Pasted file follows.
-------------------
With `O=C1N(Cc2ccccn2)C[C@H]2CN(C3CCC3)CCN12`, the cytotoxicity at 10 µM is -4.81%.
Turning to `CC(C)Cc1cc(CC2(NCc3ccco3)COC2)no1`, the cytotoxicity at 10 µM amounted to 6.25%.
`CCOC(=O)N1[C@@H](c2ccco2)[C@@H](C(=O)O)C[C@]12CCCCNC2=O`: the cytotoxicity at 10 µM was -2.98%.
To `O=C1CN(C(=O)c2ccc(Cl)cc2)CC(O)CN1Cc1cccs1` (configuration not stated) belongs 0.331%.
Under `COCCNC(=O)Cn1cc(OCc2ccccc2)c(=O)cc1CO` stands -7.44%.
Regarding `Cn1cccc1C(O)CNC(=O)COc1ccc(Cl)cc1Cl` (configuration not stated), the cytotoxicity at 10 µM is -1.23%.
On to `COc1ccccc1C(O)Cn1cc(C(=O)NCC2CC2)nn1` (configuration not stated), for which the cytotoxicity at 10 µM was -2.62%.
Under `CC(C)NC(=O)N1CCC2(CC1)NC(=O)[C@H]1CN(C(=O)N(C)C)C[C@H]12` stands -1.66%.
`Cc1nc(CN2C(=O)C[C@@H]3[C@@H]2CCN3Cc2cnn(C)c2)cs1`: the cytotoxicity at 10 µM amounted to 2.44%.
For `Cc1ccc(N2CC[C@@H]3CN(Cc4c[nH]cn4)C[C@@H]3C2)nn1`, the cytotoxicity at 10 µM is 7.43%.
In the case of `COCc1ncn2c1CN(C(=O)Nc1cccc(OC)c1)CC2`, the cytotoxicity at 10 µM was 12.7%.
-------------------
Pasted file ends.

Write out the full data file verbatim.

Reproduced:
With `O=C1N(Cc2ccccn2)C[C@H]2CN(C3CCC3)CCN12`, the cytotoxicity at 10 µM is -4.81%.
Turning to `CC(C)Cc1cc(CC2(NCc3ccco3)COC2)no1`, the cytotoxicity at 10 µM amounted to 6.25%.
`CCOC(=O)N1[C@@H](c2ccco2)[C@@H](C(=O)O)C[C@]12CCCCNC2=O`: the cytotoxicity at 10 µM was -2.98%.
To `O=C1CN(C(=O)c2ccc(Cl)cc2)CC(O)CN1Cc1cccs1` (configuration not stated) belongs 0.331%.
Under `COCCNC(=O)Cn1cc(OCc2ccccc2)c(=O)cc1CO` stands -7.44%.
Regarding `Cn1cccc1C(O)CNC(=O)COc1ccc(Cl)cc1Cl` (configuration not stated), the cytotoxicity at 10 µM is -1.23%.
On to `COc1ccccc1C(O)Cn1cc(C(=O)NCC2CC2)nn1` (configuration not stated), for which the cytotoxicity at 10 µM was -2.62%.
Under `CC(C)NC(=O)N1CCC2(CC1)NC(=O)[C@H]1CN(C(=O)N(C)C)C[C@H]12` stands -1.66%.
`Cc1nc(CN2C(=O)C[C@@H]3[C@@H]2CCN3Cc2cnn(C)c2)cs1`: the cytotoxicity at 10 µM amounted to 2.44%.
For `Cc1ccc(N2CC[C@@H]3CN(Cc4c[nH]cn4)C[C@@H]3C2)nn1`, the cytotoxicity at 10 µM is 7.43%.
In the case of `COCc1ncn2c1CN(C(=O)Nc1cccc(OC)c1)CC2`, the cytotoxicity at 10 µM was 12.7%.